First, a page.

Scariest part is her rationalization that there was absolutely nothing wrong with the trip.

Last point in this discussion is the wish that every American had the same freedom she has exercised. Specifically, the freedom to make our own decisions on what is best for our family given our circumstances.

12/20/20 – Associated Press – Birx travels, family visits highlight pandemic safety perils – The day after Thanksgiving, Dr Deborah Birx, coordinator for the official White House coronavirus response team, traveled from her D.C. home to her vacation home in Delaware. Joining her in Delaware were her husband, daughter, son-in-law, and two grandchildren. While in Delaware they ate meals together for two days.

New audit report under SAS 134.

Image courtesy of Adobe Stock.

In May 2019, the Auditing Standards Board issued Statement on Auditing Standards Number 134, Auditor Reporting and Amendments, Including Amendments Addressing Disclosures in the Audit of Financial Statements.

SAS 134 will make a lot of changes to auditing standards. The most visible impact likely will be complete revision of the audit report.

You can download a copy of SAS 134 at this link

SASs 135 through 140 also make lots of changes in audit procedures. A lot.

All of the documents are interrelated and will be effective at the same time.

Over the next year or two I will probably write more posts talking about the changes. For the meantime here’s an illustration of what the new report will look like.

Effective date

As issued initially, the effective date would have been for audits of years ending on or after December 15, 2020. First financial statements affected would be December 31, 2020.

Then the pandemic hit.

In May 2020, the ASB issued SAS #141, Amendment to the Effective Dates of SAS Nos. 134-140.

You can download a copy here. This pronouncement defers effective dates of SAS 134 through 140 by one year.

All of them will now be effective for years ending on or after December 15, 2021. That means the long series of SASs will first be required for audits of December 31, 2021 financial statements.

Another change made by SAS 141 is the series of SAS may now be early implemented. This allows firms who were well underway towards implementation on 12/31/20 audits to continue their transition.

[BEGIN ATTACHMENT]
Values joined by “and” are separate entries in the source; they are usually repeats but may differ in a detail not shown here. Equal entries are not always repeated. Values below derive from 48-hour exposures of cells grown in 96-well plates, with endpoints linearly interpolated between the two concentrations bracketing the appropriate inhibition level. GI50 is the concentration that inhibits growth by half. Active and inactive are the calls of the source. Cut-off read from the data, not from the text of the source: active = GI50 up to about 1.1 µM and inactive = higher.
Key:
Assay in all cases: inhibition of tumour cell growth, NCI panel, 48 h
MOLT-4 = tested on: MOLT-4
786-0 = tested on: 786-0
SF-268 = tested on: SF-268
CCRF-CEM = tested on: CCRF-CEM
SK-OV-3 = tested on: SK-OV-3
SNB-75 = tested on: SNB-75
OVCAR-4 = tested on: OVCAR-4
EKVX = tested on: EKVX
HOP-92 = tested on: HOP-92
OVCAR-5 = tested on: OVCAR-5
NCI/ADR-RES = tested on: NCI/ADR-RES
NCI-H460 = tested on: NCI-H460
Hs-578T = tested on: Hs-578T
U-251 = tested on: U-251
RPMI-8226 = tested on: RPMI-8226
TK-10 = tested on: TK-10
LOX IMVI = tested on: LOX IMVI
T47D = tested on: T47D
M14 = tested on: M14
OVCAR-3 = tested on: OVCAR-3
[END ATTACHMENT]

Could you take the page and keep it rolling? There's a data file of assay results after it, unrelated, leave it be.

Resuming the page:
Sample of revised audit report

Status of players in KPMG fiasco from leaked PCAOB inspection lists.

Image courtesy of Adobe Stock.

As refresher, some time back senior level staff from KPMG worked to illegitimately gain access to the list of engagements which were going to be subject to inspection by PCAOB. You can catch up on the news by reading my posts with tag of Big 4.

This is old news at this point. Those of us interested in the ethical failure still want to monitor the status of the players. Previous list, found here, has been reworked since it was getting a bit cumbersome to update and confusing to read.

The five KPMG staff and one PCAOB staff who were charged are listed below with their status at various times. Updates will be mentioned as time passes and this page updated with new status.

Overall status:

  • 10/19/20 – 1 released from prison, 1 sentenced & awaiting deportation, 2 awaiting sentencing, 2 convictions on appeal.
  • 12/13/20 – 4 sentenced (of whom 1 released from prison, 1 to serve house arrest after deportation, 2 on probation/supervised release) and 2 convictions on appeal.

Updates:

  • 10/18/20 update – David Britt was sentenced to six months home confinement to be served from his new home in Australia after he is deported from the United States.
  • 12/13/20 update – Thomas Whittle sentenced to two years supervised release and Brian Sweet sentenced to time serviced, three years probation, and to-be-determined restitution.

 

Participants and their status:

=============== …

Increased disclosures for gifts-in-kind required by new accounting rule.

Image courtesy of Adobe Stock.

In September 2020 the Financial Accounting Standard Board issued ASU 2020-07.  Formal title for the document is Not-for-Profit Entities (Topic 958) – Presentation and Disclosures by Not-for-Profit Entities for Contributed Nonfinancial Assets.

Contributed nonfinancial assets means gifts-in-kind. The ASU does not apply to donated services or donated financial assets such as stocks and bonds.

ASU 2020-07 will only change the presentation of GIK on the statement of activity and require additional disclosures in the notes. It will not require any change to the valuation of donated pharmaceuticals (accountants call that recognition).

You can get your own copy of ASU 2020-07 here.

(Cross-posted from my other blog, Nonprofit Update, since this issue is of interest to auditors of charities.)

Statement of activity

The total of GIK will need to be presented as a separate line within the revenue & contribution section of the statement of activity, separate from donated cash and any donated financial assets.

Note disclosures

There are a number of new note disclosures which will be required for gifts-in-kind:

New standards on audit evidence and auditing estimates: SASs 142 and 143

Image courtesy of Adobe Stock.

So far in July, the AICPA has issued two new auditing standards: